The following is part of the thread at: http://www.kiteforum.com/phpbb/viewtopic.php?t=2312964
The actual factors are fairly complex and differ from season to season as well somewhat. Still, a few generalities can be tossed out for discussion.
Image is from HERE
This is a oblique view of the middle to upper Keys and lower mainland of Florida. On the left, you see Florida Bay a relatively large, shallow, slowly circulating water body with abundant sand flats and islands. To the right you have the Florida Reef Tract bordered by the deep, relatively warm fast moving waters of the Florida Current. This water mass is frequently mistakenly referred to as the Gulfstream. More about this HERE
The Florida Keys present a relatively small land mass in between. So, in the cooler months the waters of the Florida Current in the Straits of Florida may be significantly warmer that the shallow waters of Florida Bay to the west. This sets up a thermal pressure gradient which results in WIND. In general an area of cooler air blows towards an area of warmer air due to atmospheric pressure differences. When you get down to it, wind speed is driven by pressure gradients with higher gradients delivering stronger winds. What contributes to higher gradients is more complex than this simplistic attempt to toss out some ideas on the subject.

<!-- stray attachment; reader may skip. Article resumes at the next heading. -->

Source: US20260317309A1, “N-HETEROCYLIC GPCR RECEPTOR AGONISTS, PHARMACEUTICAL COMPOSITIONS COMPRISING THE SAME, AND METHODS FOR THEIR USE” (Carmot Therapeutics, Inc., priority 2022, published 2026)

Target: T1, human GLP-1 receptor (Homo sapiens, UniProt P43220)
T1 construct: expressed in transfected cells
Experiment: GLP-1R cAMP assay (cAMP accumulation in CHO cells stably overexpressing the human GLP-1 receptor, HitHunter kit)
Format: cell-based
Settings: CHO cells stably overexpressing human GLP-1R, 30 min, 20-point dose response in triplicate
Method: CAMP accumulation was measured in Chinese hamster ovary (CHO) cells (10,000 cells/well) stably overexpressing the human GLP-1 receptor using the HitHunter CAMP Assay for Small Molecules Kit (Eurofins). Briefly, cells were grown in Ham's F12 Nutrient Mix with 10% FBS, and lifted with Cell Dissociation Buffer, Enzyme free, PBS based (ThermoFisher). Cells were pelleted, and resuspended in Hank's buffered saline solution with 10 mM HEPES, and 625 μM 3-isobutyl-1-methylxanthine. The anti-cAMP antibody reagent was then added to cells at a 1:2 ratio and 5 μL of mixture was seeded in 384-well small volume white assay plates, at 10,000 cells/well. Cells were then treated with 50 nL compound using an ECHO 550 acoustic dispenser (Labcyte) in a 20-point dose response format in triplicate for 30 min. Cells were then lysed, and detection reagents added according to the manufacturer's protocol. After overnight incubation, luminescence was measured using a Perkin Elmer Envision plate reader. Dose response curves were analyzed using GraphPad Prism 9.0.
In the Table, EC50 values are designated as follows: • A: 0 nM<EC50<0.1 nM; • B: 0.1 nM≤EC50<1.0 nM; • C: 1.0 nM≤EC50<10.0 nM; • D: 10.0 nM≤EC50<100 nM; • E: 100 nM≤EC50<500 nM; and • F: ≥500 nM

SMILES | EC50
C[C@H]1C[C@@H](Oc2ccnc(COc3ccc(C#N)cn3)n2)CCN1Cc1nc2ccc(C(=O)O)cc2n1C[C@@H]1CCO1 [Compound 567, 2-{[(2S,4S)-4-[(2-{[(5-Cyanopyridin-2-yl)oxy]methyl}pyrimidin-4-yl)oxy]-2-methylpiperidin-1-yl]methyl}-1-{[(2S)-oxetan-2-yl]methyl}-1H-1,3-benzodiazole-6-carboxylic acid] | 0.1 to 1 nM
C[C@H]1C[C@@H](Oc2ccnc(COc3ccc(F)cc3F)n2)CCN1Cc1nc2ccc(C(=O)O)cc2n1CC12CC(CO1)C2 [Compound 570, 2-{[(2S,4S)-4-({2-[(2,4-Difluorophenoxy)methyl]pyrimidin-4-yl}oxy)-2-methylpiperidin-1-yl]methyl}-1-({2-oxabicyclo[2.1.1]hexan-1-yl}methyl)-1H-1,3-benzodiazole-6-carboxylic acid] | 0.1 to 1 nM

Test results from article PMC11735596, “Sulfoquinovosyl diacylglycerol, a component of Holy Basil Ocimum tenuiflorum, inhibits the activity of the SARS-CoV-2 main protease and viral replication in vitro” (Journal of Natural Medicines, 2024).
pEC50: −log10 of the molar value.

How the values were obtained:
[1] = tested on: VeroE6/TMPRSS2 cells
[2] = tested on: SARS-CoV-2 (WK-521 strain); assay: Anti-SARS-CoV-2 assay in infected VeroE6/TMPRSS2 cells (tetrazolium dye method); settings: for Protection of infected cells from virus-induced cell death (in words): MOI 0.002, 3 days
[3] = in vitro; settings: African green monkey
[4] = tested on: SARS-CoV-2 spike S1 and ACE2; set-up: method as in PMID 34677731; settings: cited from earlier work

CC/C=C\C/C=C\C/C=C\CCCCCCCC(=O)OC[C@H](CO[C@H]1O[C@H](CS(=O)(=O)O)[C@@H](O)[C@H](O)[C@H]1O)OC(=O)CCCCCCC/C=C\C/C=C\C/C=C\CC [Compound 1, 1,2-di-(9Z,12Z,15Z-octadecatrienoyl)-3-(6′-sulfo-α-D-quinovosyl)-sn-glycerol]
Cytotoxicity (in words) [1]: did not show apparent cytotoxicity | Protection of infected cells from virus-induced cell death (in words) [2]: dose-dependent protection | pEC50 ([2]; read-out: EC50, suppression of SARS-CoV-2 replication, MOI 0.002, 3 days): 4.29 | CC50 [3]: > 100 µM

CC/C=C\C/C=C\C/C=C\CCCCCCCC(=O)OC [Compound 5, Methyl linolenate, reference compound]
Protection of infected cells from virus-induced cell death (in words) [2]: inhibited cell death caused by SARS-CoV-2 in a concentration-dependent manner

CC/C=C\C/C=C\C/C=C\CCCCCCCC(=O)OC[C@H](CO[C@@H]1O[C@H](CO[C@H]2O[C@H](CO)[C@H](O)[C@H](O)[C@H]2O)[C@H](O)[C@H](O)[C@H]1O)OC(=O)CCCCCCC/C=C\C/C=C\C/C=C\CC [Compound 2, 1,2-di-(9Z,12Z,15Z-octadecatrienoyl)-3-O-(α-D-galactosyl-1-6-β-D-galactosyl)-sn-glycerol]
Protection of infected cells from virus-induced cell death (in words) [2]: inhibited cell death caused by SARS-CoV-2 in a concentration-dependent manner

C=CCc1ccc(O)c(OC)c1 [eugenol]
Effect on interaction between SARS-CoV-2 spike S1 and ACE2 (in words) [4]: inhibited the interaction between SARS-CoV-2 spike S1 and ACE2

In the warmer months the waters of Florida Bay can be warmer than the cooler waters of the Florida Current contributing to an onshore seabreeze even though there is minimal land mass in the Keys. These localized thermal effects can augment or oppose migrating cold fronts and other weather systems that move across the area.
Beyond these factors accounting for more wind, there may also be some observational artifacts, relative to shoreside observations, that contribute to the perception of more wind in the Keys. For one, the anemometer stations along the Florida Reef Tract are generally over 100 ft. above the surface to measure meteoric winds or winds less subject to surface friction/boundary effects. That is they are stronger than what we feel at the surface. Also, these same weather stations are 4 to 8 miles offshore removing them from localized land influences to some degree.
No matter how you dice it though, there does seem to be more wind in the Keys and away from the land, hundreds of square miles of relatively calm, warm riding area.